Business sentiment among domestic manufacturers and service providers improved last month as the effects of the economic slowdown showed signs of plateauing, the Taiwan Institute of Economic Research (TIER, 台經院) said yesterday.
The sentiment gauge for the manufacturing industry reached 89.57 points last month, up 3.57 points from a month earlier, as the US and China sat at the negotiating table and demonstrated a willingness to resolve their differences.
The number of Taiwanese manufacturers with an optimistic outlook for the next six months climbed from 19.9 percent in December last year to 28.1 percent, an increase of 8.2 percentage points, the institute’s monthly report showed.
Firms with a negative outlook fell from 32.9 percent to 18.6 percent, the institute said, adding that most other firms held a neutral outlook about business prospects.
The pickup in sentiment was most evident for suppliers of oil products and electrical machinery, TIER economist Gordon Sun (孫明德) said, attributing the improvement to US-China trade talks and stabilized international crude prices.
“Concerns over trade tensions are lingering, but much eased,” Sun added.
If the trend continues, exports might begin to improve in the second quarter, but firms should remain cautious, he said.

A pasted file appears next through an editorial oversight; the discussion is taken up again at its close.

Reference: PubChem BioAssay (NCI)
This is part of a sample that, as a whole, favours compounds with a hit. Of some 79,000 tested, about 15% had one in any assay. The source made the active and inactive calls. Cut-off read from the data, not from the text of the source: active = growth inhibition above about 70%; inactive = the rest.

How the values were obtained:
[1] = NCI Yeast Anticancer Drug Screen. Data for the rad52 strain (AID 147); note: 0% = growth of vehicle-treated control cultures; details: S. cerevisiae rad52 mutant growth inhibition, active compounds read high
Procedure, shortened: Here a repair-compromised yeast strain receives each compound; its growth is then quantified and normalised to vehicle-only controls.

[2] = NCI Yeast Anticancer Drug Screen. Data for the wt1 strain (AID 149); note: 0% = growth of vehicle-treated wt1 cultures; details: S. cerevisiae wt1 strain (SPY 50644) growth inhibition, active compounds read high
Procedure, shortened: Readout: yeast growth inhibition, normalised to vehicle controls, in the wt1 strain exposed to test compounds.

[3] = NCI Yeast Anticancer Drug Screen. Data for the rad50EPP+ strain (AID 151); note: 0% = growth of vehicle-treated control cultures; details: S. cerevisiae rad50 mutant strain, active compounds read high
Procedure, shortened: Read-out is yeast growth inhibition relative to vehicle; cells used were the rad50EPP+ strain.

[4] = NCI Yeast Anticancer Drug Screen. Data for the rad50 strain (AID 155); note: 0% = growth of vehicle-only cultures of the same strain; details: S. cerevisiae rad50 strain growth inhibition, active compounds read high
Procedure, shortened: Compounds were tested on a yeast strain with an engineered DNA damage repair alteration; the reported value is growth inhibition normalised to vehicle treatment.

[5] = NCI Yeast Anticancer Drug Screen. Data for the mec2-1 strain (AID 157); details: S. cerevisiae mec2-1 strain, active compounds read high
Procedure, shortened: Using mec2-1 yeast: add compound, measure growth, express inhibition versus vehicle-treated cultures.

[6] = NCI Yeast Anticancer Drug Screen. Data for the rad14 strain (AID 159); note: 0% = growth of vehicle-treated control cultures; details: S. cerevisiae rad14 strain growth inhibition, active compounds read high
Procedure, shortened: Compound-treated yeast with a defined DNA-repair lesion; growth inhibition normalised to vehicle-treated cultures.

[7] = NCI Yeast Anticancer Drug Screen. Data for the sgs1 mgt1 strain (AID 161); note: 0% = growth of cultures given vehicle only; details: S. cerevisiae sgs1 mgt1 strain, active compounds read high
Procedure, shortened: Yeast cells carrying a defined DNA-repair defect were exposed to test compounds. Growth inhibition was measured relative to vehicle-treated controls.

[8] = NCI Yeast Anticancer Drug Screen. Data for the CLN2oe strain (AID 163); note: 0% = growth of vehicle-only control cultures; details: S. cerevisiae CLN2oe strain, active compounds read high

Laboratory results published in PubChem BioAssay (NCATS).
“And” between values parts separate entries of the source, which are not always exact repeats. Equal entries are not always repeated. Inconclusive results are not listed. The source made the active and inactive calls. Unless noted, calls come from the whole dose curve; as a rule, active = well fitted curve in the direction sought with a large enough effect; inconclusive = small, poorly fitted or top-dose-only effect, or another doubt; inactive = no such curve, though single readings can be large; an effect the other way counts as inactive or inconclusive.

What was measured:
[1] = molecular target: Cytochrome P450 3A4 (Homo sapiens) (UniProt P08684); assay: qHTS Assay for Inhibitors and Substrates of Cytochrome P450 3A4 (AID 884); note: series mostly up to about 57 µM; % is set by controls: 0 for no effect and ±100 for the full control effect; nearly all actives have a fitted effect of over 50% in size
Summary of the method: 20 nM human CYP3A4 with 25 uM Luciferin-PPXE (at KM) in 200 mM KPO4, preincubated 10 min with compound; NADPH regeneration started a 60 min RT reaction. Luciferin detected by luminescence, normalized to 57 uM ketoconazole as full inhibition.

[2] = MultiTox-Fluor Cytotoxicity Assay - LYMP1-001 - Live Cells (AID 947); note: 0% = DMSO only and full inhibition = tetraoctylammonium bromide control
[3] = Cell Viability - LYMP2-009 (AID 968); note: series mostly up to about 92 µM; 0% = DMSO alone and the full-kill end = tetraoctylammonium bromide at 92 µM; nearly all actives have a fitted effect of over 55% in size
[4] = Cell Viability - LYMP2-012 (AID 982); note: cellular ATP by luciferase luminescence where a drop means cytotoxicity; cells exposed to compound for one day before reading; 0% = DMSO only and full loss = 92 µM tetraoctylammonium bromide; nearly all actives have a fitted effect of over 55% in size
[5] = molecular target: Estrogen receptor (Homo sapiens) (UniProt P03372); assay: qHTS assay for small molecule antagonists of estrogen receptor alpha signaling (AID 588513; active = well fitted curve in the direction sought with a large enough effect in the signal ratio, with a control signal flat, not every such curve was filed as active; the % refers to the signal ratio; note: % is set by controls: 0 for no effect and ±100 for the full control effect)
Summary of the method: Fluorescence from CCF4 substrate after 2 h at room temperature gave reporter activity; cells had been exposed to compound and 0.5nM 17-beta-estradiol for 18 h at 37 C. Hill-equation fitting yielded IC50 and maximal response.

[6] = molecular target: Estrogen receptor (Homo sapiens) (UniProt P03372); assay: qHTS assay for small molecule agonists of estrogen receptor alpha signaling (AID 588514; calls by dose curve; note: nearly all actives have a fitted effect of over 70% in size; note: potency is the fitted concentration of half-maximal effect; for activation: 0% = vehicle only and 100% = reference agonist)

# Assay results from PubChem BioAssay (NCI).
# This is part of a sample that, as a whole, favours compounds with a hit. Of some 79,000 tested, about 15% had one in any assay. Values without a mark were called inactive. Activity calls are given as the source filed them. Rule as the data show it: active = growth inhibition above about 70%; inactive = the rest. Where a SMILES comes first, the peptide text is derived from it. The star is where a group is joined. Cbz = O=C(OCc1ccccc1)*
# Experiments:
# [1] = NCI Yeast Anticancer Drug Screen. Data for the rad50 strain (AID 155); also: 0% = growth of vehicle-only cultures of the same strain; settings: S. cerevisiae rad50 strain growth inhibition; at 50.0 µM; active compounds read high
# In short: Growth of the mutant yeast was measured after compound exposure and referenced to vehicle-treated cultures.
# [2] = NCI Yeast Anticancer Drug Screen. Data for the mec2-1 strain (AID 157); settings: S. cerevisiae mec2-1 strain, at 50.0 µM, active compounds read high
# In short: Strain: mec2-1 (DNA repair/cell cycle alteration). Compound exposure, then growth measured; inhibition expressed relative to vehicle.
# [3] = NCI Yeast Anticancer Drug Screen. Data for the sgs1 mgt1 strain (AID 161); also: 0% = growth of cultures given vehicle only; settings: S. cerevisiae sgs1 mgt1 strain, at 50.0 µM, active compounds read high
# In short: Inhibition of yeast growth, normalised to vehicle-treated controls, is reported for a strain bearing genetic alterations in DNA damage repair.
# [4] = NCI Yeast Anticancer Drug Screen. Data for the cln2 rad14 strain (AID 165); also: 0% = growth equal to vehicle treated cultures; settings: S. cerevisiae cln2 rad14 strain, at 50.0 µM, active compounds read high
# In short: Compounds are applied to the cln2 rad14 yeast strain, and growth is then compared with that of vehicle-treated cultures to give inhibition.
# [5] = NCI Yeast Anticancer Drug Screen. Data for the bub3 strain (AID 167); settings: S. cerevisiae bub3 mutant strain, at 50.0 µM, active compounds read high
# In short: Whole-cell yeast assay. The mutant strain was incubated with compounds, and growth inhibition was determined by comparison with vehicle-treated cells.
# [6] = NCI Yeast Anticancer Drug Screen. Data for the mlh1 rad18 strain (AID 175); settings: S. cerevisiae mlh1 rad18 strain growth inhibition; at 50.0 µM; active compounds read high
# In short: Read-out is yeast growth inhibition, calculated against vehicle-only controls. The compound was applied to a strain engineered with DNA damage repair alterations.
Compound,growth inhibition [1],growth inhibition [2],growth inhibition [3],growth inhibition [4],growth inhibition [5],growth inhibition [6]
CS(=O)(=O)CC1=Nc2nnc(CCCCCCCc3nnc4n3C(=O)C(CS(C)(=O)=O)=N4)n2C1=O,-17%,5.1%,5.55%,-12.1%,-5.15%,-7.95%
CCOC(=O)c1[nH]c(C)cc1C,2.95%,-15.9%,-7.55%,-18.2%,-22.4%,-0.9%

The sentiment measure for local service providers reached 92.4 points, gaining 1.3 points from a month earlier, with restaurants, insurance companies and securities firms faring better, while other companies described business as mediocre, the institute said.
The sentiment reading for the real-estate sector fell to 93.59 points, losing 1.13 points, as firms locked in profits at the end of last year and reserved promotional campaigns for the spring sales season, which is late next month, it said.
Housing transactions increased modestly last month, but brokers worried that the pace might slow in the coming months as sellers grow increasingly inflexible over pricing differences, the institute said.
Separately, Minister of Economic Affairs Shen Jong-chin (沈榮津) yesterday said that the return of Taiwanese businesses has not been affected by US President Donald Trump’s intention to delay tariff hikes on Chinese-made goods set to take effect on Friday.
Amid continuing uncertainty in the trade dispute between Washington and Beijing, Taiwanese companies have been conditioned to think ahead and take precautions, Shen said.
Trump on Sunday tweeted that he would be delaying the Friday deadline for raising tariffs on US$200 billion in Chinese goods from 10 to 20 percent.
While US-China trade talks remain inconclusive, it is too early to gauge the impact on Taiwanese businesses, Shen said.
Taiwanese businesses are still diversifying production to meet customers’ requirements, he said.
Additional reporting by Ted Chen
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